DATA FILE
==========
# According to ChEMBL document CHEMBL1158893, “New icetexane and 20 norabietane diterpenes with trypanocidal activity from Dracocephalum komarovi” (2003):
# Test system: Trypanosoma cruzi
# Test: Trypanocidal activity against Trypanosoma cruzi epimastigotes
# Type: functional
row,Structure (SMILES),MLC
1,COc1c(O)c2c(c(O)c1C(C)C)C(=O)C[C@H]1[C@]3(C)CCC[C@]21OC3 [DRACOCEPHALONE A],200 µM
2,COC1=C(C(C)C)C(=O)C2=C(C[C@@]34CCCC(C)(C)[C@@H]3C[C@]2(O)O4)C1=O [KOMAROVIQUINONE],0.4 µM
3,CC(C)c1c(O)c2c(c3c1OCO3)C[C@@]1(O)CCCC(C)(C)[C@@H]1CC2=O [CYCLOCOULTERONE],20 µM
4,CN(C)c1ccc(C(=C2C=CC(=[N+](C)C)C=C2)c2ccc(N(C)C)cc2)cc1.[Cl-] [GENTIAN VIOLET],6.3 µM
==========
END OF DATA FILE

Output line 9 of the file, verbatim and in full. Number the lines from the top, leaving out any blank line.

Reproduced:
4,CN(C)c1ccc(C(=C2C=CC(=[N+](C)C)C=C2)c2ccc(N(C)C)cc2)cc1.[Cl-] [GENTIAN VIOLET],6.3 µM